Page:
United States v. Record Pub. Co., 60 F. Supp. 194 (N.D. Cal. 1945)

U.S. District Court for the Northern District of California - 60 F. Supp. 194 (N.D. Cal. 1945)
April 20, 1945

60 F. Supp. 194 (1945)

UNITED STATES
v.
RECORD PUB. CO. et al.

Civ. No. 4807.

District Court, N. D. California, N. D.

April 20, 1945.

*195 Frank J. Hennessy, U. S. Atty., of San Francisco, Cal., and Emmet J. Seawell, Asst. U. S. Atty., of Sacramento, Cal., for plaintiff.

Holloway Jones, Hugh K. McKevitt, and Jack M. Howard, all of San Francisco, Cal., for defendant Acme Color Print Co., Limited.

Robert W. Kenny, Atty. Gen. of California, and Ward Sullivan and Ralph R. Planteen, Deputy Attys. Gen., for defendant California Employment Stabilization Commission.

WELSH, District Judge.

The facts herein are not in dispute. A written stipulation on file recites that defendants, V. C. Richards and C. H. Deuel, entered into a conditional sales contract by the assignment of which defendant, Record Publishing Company, a corporation, acquired the right to purchase newspapers known as "Chico Record" and "Chico Weekly Record" and certain other property. Default occurred and Richards and Deuel retook possession of said newspapers and said other property. An agreement was thereupon made whereby Richards and Deuel agreed to receive all monies paid into the office of the Chico Record which belonged to and were the property of said Record Publishing Company, pursuant to which they actually received $1347.23, which was deposited with the Treasurer of the County of Butte, State of California, pending the determination of rights thereto.

Plaintiff alleges in its complaint that defendant, Record Publishing Company, became indebted to it for taxes, including contribution tax, $184.33 for the third quarter of 1942, insurance contribution tax $148.14 for the fourth quarter of 1942, Federal unemployment tax for the year 1942, $96.12, Federal unemployment tax additional assessment for 1942, $536.41, together with penalties on said sums.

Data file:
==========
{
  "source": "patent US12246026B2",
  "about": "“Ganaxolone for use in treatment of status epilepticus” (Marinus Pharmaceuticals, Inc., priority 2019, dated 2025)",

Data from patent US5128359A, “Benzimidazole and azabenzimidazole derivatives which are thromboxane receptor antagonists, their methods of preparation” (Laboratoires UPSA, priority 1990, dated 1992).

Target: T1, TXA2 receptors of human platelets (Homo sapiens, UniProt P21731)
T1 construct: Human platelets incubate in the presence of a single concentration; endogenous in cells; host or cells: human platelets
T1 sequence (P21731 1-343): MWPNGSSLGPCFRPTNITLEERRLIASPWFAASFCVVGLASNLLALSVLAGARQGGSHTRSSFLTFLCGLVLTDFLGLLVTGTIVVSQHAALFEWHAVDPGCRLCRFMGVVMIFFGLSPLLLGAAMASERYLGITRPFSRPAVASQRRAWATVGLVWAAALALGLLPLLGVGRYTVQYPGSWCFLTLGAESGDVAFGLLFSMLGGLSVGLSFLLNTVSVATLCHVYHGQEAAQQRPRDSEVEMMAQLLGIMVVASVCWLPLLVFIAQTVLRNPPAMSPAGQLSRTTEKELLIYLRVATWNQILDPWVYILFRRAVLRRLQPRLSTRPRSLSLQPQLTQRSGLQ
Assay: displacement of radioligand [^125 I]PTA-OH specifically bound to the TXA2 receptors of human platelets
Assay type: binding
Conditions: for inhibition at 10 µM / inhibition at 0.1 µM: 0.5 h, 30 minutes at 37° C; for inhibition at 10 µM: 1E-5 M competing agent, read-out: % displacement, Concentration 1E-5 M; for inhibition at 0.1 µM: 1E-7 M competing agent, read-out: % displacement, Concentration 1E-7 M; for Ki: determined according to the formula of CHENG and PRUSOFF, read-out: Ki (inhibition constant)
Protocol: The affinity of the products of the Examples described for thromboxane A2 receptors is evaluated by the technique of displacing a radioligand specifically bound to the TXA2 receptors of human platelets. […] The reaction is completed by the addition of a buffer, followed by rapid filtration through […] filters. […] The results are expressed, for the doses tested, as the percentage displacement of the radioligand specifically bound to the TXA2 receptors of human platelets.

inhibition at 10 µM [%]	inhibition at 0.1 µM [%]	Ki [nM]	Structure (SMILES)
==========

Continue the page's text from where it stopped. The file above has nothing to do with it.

Defendant, Acme Color Print Company, Ltd., claims $618.77 as a balance due on a judgment recovered against Record Publishing Company on or about the 1st day of February, 1943, pursuant to which execution was levied.

Defendant, California Employment Stabilization Commission, asserts that it is entitled to $623.71 by reason of unemployment insurance collections.

Section 3670 of the Internal Revenue Code, 26 U.S.C.A. Int.Rev.Code, § 3670, allows a lien for Federal taxes: "If any person liable to pay any tax neglects or refuses to pay the same after demand, the amount * * * shall be a lien in favor of the United States upon all property and rights to property, whether real or personal, belonging to such person."

Section 3671, Internal Revenue Code, 26 U.S.C.A. Int.Rev.Code, § 3671, provides: "Unless another date is specifically fixed by law, the lien shall arise at the time the assessment list was received by the collector * * *."

Section 3672, I.R.C., 26 U.S.C.A. Int.Rev. Code, § 3672, however, specifies: "Such lien shall not be valid as against any mortgagee, pledgee, purchaser, or judgment creditor until notice thereof has been filed by the collector(1) In accordance with the law of the State * * * in which the property subject to the lien is situated * * * (2) In the office of the clerk of the United States district court for the judicial district in which the property subject to the lien is situated * * *."

*196 Hence, as against other liens not given a preference by statute, the lien of the United States on the funds collected by defendants Richards and Deuel arose "at the time the assessment list was received by the collector." Such time was January 26, 1943, as to three of the claims and February 19, 1943, as to the fourth.

However, as against "a mortgagee, pledgee, purchaser, or judgment creditor" the liens were not valid until recorded in accordance with Section 3672 of the Internal Revenue Code. The notices specified by said section were not filed until the 8th day of February, 1943 in one instance, and the 15th day of March, 1943, in the other.